The story of a surly crew, an honest God-fearing captain, a hardboiled-but-loyal Scotch mate, a scoundrelly second-mate, and then a mutiny, the fight and the final voyage to a safe harbor. ...
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The story of a surly crew, an honest God-fearing captain, a hardboiled-but-loyal Scotch mate, a scoundrelly second-mate, and then a mutiny, the fight and the final voyage to a safe harbor. But not before the Captain has been murdered, his pretty daughter in peril, her rescue by the single passenger on board, and a member of the crew thrown overboard by another crew member.Written by
Les Adams <email@example.com>
This film received its television premiere Thursday October 26, 1939 on New York City's pioneer television station W2XBS. Post-WWII television viewers got their first look at it in New York City Wednesday 27 July 1949 on WPIX (Channel 11), in Atlanta Sunday 11 September 1949 on WSB (Channel 8), in Cincinnati Tuesday 20 September on WKRC (Channel 11), in Los Angeles Friday 7 October 1949 on KTLA (Channel 5), in Detroit Sunday 9 October 1949 on WJBK (Channel 2), and in Kansas City MO Thursday 24 November 1949 on WDAF (Channel 4). See more »
Exciting drama with magnificent shots of sailors at work on a real three-master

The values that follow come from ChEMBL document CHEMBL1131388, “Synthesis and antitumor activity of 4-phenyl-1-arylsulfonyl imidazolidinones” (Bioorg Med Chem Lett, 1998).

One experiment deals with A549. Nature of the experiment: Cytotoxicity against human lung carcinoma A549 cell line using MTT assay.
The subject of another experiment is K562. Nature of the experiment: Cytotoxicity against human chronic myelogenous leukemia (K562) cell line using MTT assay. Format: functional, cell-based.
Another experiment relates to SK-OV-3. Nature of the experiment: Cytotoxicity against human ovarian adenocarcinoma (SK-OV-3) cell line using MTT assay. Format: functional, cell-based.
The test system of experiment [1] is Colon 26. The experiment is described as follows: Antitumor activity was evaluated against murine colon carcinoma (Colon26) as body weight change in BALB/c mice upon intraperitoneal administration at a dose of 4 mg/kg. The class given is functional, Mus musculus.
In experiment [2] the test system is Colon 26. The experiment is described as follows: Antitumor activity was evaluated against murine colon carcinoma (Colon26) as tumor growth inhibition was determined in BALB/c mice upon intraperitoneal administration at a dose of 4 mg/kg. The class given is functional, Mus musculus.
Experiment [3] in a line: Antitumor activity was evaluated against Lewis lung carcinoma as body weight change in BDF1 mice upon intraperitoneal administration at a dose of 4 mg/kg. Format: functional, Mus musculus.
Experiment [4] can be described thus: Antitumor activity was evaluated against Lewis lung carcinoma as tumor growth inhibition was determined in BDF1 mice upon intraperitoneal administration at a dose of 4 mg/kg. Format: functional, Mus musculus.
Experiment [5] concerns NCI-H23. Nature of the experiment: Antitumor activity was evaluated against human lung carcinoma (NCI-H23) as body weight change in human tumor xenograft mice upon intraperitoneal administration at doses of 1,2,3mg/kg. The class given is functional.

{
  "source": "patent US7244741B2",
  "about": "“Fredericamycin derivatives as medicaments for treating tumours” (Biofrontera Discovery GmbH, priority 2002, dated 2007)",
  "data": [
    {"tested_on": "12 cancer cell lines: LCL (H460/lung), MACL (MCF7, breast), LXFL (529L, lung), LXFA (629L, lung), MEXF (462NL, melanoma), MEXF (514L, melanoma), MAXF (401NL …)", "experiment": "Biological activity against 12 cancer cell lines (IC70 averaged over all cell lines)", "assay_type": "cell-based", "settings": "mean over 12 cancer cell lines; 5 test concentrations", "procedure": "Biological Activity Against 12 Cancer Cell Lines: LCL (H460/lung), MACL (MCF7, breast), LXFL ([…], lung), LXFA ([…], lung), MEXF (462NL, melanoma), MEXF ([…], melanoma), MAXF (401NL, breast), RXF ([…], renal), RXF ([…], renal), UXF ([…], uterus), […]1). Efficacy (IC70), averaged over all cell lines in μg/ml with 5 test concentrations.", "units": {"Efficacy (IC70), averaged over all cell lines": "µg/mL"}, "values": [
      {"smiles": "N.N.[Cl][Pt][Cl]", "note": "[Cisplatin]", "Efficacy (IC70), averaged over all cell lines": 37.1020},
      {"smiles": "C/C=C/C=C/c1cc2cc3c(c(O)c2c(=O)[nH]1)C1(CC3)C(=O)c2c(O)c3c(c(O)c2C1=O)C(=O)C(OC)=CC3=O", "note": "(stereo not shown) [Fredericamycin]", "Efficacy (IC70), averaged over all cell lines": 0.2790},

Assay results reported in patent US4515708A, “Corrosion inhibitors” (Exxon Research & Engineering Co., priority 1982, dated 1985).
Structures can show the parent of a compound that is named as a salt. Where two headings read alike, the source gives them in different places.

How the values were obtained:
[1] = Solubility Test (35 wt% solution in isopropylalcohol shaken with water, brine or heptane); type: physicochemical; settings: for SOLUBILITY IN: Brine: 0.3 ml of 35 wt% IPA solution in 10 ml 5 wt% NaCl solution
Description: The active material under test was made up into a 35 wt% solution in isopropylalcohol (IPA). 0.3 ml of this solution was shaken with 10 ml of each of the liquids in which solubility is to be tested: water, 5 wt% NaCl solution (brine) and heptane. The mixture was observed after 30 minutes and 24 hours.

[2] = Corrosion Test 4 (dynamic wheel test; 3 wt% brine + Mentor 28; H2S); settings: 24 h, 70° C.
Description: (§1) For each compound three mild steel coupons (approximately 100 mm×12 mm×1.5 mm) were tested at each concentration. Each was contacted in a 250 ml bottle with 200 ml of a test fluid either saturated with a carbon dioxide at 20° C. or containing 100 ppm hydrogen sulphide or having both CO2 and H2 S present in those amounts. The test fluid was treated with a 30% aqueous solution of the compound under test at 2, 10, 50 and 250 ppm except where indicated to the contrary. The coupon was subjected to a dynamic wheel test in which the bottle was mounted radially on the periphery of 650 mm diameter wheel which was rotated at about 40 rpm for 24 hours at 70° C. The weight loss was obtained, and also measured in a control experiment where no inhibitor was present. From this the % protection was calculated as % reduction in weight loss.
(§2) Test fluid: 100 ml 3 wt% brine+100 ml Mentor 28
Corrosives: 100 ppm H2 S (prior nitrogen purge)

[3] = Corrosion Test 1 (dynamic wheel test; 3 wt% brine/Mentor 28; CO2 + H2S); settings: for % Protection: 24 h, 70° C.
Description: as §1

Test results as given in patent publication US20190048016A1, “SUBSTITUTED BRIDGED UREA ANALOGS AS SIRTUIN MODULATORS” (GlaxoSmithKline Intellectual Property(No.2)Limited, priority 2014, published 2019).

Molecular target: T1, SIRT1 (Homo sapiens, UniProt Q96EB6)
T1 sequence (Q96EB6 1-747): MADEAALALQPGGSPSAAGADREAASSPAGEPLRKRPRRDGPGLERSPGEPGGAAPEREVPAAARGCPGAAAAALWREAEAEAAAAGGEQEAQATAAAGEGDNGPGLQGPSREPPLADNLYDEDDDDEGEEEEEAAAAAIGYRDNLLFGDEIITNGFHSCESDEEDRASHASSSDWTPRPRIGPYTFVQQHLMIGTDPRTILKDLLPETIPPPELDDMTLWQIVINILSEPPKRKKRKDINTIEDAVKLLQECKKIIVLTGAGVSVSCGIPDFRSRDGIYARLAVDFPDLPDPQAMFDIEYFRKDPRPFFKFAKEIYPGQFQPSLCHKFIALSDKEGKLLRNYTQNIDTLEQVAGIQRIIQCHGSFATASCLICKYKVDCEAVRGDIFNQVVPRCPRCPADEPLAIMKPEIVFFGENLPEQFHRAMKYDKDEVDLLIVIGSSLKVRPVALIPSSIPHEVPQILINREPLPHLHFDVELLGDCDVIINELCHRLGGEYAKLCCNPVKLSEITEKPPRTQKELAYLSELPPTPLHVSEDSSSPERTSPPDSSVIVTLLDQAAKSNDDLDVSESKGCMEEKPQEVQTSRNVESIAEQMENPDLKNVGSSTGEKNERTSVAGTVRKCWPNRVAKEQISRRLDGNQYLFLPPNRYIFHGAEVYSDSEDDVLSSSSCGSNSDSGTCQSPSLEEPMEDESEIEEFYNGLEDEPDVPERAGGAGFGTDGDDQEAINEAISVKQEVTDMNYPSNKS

This little-know film is based on a novel by Jack London entitled CAPTAIN WALTER SUMMERS, which had previously been made into a silent film in 1920 as THE MUTINY OF THE ELSINORE, and filmed also in French in 1936 as LES MUTINÉS DE L'ELSENEUR, with Jean Murat in the lead role. In this film, Paul Lukas plays the lead, Jack Pathurst (not Pethurst as mistakenly listed in IMDb), a journalist taking a long journey on a sailing ship in order to write an account of it for the public. Lucas was really too old at 46 to be the ardent suitor of the ship's captain's daughter, but he did very well in the role anyway. The only other reviewer of this film has made a mistake in saying that there is no indication in the dialogue as to the destination of the ship. In fact, it is clearly stated that it is bound for 'Frisco' (San Francisco). The daughter of the ship's captain is played in sprightly mode by a very good young actress named Kathleen Kelly, who made 22 films between 1932 and 1939 and then vanished from our radar entirely, so that little is known of her except that she was born in 1912. This film's extensive use of a genuine old sailing ship of huge size (three main masts) and its detailed depiction of how the men cling on while furling and unfurling those gigantic sails is exciting enough in itself to merit watching this film. But the story is also a very good adventure yarn, involving a mutiny on board, the murder of the captain, people being thrown overboard, people climbing up and down ventilation pipes, a crazed sailor who goes mad onboard, a criminal fleeing justice by enlisting in the crew, and a host of dubious characters. Paul Lukas, as usual, plays a noble fellow who is always in his jacket and tie even when climbing up towards the crow's nest with Kathleen Kelly. And when push comes to shove, he is a good shot and kills plenty of rebellious sailors as they rampage and riot. There is certainly no shortage of action in this film. It is very well directed by Roy Lockwood, who only directed three feature films in his career. According to information on IMDb, his daughter and son-in-law tracked down an archival print of this film and had it transferred onto video tape in 1997 to celebrate his 90th birthday, which is how we have it available on a DVD now. I wish he were still around so that I could ask him how on earth (or should I say how at sea) he ever got those shots high up in the rigging of that ship.
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